Novartis stops worldwide distribution
Pharmacy chains in the US have moved to stop selling Zantac – a drug for heartburn – and its generic versions following the announcement by the (US) Food and Drug Administration (FDA) that a suspected cancer-causing impurity has been detected in the popular over-the-counter antacid.
The Swiss Pharmaceutical giant, Novartis had earlier on Sept. 18, stopped the worldwide distribution of its own brand of the drug as a precautionary measure, since the announcement by FDA that some medicines containing ranitidine, including those sold under the brand Zantac, have been found to contain “low levels” of an impurity called N-nitrosodimethylamine (NDMA), a probable human carcinogen.
Scientists say NDMA is likely capable of increasing cancer risk when taken in high doses over a long period of time. It can cause tumors in the liver and other organs in lab animals, and they are believed to be carcinogenic in humans.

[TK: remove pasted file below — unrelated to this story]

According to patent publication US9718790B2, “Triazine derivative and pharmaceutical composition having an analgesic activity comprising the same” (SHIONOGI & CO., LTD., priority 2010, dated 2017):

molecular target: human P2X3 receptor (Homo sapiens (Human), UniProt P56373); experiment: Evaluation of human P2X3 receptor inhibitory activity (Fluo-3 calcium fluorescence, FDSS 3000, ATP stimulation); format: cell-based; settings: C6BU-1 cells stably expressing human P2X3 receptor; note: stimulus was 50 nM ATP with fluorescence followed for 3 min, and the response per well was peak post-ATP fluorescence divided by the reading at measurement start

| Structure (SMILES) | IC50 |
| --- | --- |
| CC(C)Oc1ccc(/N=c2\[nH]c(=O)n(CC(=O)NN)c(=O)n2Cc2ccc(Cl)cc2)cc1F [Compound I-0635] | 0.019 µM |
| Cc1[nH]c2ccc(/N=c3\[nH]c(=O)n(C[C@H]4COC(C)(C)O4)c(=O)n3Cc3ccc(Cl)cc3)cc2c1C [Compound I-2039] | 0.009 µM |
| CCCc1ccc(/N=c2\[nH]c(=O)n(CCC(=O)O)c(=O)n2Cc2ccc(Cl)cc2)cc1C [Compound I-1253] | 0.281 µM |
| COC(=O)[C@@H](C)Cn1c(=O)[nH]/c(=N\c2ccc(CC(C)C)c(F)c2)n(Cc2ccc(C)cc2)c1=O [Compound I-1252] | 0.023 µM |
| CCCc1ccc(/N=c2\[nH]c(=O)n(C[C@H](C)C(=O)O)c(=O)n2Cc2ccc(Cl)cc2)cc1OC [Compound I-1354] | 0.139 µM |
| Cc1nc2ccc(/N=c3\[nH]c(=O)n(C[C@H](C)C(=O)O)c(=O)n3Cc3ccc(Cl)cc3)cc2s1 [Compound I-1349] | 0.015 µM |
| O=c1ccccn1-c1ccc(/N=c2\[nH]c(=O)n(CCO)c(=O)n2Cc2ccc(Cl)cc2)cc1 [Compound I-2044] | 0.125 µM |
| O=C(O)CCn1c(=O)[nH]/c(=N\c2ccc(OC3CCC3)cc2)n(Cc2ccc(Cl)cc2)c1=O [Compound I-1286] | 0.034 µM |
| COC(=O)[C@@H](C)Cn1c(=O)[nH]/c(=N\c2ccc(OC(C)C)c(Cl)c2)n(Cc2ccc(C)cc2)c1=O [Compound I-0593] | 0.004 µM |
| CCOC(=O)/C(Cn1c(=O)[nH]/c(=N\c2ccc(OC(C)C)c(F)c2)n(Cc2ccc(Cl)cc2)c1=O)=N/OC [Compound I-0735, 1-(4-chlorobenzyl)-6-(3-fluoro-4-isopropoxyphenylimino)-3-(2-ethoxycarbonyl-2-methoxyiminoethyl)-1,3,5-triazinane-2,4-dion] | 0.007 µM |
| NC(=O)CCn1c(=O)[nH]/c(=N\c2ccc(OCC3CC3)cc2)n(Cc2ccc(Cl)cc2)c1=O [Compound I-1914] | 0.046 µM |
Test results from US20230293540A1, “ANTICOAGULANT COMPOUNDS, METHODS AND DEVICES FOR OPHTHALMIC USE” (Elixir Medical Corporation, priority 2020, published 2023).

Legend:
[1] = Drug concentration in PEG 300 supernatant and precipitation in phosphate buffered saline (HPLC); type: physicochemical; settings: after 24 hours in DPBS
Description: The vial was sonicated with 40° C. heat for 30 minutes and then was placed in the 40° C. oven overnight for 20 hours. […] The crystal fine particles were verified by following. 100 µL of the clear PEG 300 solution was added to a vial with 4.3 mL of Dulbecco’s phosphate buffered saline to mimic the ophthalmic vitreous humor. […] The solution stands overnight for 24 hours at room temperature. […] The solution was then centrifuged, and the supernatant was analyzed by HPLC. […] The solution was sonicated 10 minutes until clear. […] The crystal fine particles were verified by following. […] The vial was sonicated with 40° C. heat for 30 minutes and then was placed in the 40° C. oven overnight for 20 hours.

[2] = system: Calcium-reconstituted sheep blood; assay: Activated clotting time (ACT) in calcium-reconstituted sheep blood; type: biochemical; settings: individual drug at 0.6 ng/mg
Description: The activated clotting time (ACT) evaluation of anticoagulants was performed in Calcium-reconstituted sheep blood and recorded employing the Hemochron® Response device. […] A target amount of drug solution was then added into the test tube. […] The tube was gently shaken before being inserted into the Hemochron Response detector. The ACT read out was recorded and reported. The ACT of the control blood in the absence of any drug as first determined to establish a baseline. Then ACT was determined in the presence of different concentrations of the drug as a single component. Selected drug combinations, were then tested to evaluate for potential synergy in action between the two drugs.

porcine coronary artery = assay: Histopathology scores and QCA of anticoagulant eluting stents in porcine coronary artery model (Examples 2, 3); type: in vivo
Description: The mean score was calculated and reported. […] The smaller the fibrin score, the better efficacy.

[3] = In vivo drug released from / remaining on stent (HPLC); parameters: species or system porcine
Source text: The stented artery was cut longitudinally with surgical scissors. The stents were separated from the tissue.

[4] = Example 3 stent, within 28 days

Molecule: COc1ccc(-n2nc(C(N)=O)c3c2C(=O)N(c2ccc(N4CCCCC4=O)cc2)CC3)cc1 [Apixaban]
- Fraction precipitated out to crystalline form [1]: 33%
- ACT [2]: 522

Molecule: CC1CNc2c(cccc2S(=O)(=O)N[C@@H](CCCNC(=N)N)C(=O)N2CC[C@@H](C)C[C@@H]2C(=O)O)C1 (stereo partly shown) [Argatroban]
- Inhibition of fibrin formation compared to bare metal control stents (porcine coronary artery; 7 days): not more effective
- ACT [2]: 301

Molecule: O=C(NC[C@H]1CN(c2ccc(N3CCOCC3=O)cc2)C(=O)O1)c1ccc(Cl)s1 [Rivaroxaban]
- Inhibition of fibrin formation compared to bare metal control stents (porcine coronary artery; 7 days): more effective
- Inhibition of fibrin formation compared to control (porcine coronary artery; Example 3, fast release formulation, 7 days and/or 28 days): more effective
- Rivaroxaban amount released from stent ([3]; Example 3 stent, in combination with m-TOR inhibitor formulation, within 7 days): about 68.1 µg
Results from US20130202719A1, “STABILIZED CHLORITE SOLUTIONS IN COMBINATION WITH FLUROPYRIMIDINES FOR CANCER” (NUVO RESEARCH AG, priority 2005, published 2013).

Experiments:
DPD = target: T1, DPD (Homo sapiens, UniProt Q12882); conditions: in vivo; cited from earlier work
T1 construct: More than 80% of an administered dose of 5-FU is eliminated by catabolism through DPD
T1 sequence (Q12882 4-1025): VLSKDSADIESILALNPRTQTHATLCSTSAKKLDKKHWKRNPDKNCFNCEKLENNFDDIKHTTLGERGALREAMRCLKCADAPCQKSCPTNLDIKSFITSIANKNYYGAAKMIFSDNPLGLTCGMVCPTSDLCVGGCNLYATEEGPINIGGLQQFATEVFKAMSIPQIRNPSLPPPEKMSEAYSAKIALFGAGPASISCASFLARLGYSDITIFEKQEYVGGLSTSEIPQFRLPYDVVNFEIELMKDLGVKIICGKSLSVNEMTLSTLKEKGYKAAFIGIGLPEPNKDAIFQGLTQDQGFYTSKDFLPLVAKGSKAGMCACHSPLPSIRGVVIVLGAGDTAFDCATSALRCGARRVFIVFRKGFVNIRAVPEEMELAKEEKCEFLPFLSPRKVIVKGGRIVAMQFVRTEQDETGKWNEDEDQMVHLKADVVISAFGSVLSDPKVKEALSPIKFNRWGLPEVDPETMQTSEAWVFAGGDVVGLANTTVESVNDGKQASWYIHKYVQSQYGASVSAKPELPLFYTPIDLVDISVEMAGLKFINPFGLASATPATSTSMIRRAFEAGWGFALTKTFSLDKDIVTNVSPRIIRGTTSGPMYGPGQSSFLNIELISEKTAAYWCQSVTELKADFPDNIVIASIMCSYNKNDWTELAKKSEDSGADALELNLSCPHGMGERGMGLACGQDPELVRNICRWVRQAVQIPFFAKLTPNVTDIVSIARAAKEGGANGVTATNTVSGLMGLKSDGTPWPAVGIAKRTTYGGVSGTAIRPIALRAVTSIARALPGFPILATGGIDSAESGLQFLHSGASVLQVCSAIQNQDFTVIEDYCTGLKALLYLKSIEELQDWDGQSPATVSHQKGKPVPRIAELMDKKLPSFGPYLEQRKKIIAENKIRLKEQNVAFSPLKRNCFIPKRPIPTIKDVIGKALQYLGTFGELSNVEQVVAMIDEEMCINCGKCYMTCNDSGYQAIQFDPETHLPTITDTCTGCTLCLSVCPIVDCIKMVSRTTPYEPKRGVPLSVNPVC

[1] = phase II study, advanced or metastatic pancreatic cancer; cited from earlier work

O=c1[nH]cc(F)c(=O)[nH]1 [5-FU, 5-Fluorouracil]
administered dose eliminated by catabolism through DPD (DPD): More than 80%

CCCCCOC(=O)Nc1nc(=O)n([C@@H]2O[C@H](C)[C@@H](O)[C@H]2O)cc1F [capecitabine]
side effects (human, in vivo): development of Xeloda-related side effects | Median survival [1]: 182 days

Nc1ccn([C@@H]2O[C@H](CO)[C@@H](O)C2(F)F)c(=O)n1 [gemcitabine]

NDMA can form during manufacturing if the chemical reactions used to make the drug are not carefully controlled, the FDA has said.
It is the same impurity that was discovered in some blood pressure medicines including valsartan and losartan last year, resulting in a global recall by manufacturers and drug retail outlets.
FDA also announced it was investigating the source of the contamination as well as the risk to patients and recommended that they talk to their doctors while those who take over-the-counter versions should consider switching to a different medication.
FDA was tipped off recently to the fact that NDMA was showing up in ranitidine drugs by an online pharmacy, Valisure which also filed a Citizen Petition urging the agency to recall all of the ranitidine drugs and set standards like it has with the blood pressure medicines.